NORFOLK, Neb. – Students at Northeast Community College have increased financial support as they pursue manufacturing education and training.
The Gene Haas Foundation has awarded Northeast $10,000 in grants to support student scholarships and machining and manufacturing automation program needs. The funds will be used for the College’s Machining and Manufacturing program.
Since 2018, the program has received annual grants from the Gene Haas Foundation, bringing its total received to $50,000. An oversized check was presented to Instructor Leon Finecy and Shanelle Grudzinski, dean of applied technology, by Hope Riska, Chuck Wiley and Bob Jaster of Productivity Inc., the local Haas factory outlet in Plymouth, Minn. and Omaha.
Through classroom instruction and hands-on lab experiences, students in Northeast’s Machining and Manufacturing Automation program gain valuable knowledge and skills in welding, fabrication, precision measurement, machining, and operation and programming of computerized manufacturing technologies including computer numerical control (CNC) and industrial robotics.
“The Gene Haas Foundation scholarship grant is not just about donating; it’s about making a meaningful difference for students attending Northeast Community College’s Machining and Manufacturing Automation program by affording those students access to education and training,” Grudzinski said. “It’s about supporting the future of the manufacturing industry and economic development by providing access to a skilled labor force, all of which Northeast and its students are humbled to have received over the past four years.”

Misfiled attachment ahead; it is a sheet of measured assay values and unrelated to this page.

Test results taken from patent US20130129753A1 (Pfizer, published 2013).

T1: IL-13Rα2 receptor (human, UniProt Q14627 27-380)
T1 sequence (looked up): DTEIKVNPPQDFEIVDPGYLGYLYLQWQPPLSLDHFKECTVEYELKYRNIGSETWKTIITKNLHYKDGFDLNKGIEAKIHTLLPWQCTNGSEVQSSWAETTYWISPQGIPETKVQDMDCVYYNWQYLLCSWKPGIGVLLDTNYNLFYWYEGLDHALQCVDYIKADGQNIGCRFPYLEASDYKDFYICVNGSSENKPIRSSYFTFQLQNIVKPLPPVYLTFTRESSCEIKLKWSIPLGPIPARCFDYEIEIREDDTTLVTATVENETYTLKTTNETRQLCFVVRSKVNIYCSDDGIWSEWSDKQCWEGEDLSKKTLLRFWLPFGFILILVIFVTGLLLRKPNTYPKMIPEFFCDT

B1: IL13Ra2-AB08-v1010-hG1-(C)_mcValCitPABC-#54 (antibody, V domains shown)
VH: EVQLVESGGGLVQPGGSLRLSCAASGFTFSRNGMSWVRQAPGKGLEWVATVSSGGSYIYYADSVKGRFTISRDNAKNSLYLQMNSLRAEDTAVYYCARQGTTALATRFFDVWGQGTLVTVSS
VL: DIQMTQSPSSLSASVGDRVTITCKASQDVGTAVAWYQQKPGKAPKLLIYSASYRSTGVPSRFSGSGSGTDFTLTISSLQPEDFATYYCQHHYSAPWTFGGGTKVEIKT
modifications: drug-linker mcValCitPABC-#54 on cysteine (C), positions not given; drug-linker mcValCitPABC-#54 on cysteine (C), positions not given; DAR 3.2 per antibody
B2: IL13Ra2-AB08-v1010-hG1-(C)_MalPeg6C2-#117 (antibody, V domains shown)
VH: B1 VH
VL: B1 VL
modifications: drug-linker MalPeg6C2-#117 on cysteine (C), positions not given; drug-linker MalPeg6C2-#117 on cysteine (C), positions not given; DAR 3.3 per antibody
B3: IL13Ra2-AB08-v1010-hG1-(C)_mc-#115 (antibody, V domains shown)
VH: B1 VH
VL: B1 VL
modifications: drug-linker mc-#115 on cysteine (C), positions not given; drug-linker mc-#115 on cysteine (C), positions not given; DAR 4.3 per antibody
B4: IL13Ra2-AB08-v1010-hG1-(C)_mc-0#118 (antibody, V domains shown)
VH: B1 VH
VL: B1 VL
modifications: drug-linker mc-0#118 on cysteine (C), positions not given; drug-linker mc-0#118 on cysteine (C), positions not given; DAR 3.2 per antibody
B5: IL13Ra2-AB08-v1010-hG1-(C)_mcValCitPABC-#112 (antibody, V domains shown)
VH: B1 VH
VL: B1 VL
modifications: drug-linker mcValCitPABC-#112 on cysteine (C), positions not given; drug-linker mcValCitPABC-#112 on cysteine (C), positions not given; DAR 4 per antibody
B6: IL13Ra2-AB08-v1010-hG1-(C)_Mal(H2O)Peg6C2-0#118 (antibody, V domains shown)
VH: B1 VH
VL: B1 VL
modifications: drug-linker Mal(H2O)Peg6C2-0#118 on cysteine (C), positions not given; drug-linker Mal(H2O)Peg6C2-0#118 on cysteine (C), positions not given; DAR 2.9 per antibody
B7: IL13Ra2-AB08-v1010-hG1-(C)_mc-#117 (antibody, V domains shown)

Students receiving scholarships from the grant this year include Laikon Ames, Hoskins; Layne Forney, Columbus; Conner Frahm, Norfolk; Reydonaldo Garcia, Norfolk; Tiernan Happ, Columbus; Seth Kahny, Sioux Falls, So. Dak.; Ethan Macken, Columbus; Weston Neitzke, Hadar; and Ethan Pinnt, Norfolk.
The Gene Haas Foundation’s primary goal is to build skills in the manufacturing industry by providing scholarships for CNC machine technology students. For high schools, a portion of the funds may also be used to support the school’s participation in student competitions such as FIRST® or VEX Robotics, SkillsUSA® and SAE Supermileage® programs that highlight their manufacturing programs.
The Gene Haas Foundation was established in 1999, by Haas Automation, Inc., Founder and CEO Gene Haas to support the needs of local communities through grants to such local charities as the Boys and Girls Clubs, Food Share, Rescue Mission, and others.
Seeing a growing need for skilled manufacturing employees industry-wide, the Foundation expanded its mission to include support for manufacturing training programs throughout North America and beyond. By providing scholarship grants, sponsoring individual and team CNC competitions, and partnering with the very best CNC training programs in the world, the Foundation helps expand the availability of high-quality manufacturing technology training worldwide.
The Gene Haas Foundation donates millions of dollars every year to manufacturing education and the community. In 2021-2022, the Gene Haas Foundation provided more than $22 million in grants, bringing the total since inception in 2013 to more than to $150 million.
Representatives of Productivity, Inc., present a $10,000 check on behalf of the Gene Haas Foundation to representatives of Northeast Community College and to students in the College’s Machining and Manufacturing Automation program. This is the fifth year the foundation has donated $10,000 to the program. The funds will be used to provide scholarships to students enrolled in Machining and Manufacturing Automation. Pictured (front row, l-r) are Tiernan Happ, Columbus; Hope Riska of Productivity; Reydonaldo Garcia, Norfolk; Leon Finecy, instructor; Ethan Pinnt, Norfolk, Chuck Wiley of Productivity, and Shanelle Grudzinski, dean of applied technology at Northeast. In the back row (l-r) are Layne Forney, Columbus; Ethan Macken, Columbus; Conner Frahm, Norfolk; Laikon Ames, Hoskins; Seth Kahny, Sioux Falls So. Dak.; Weston Neitzke, Hadar; and Bob Jaster of Productivity.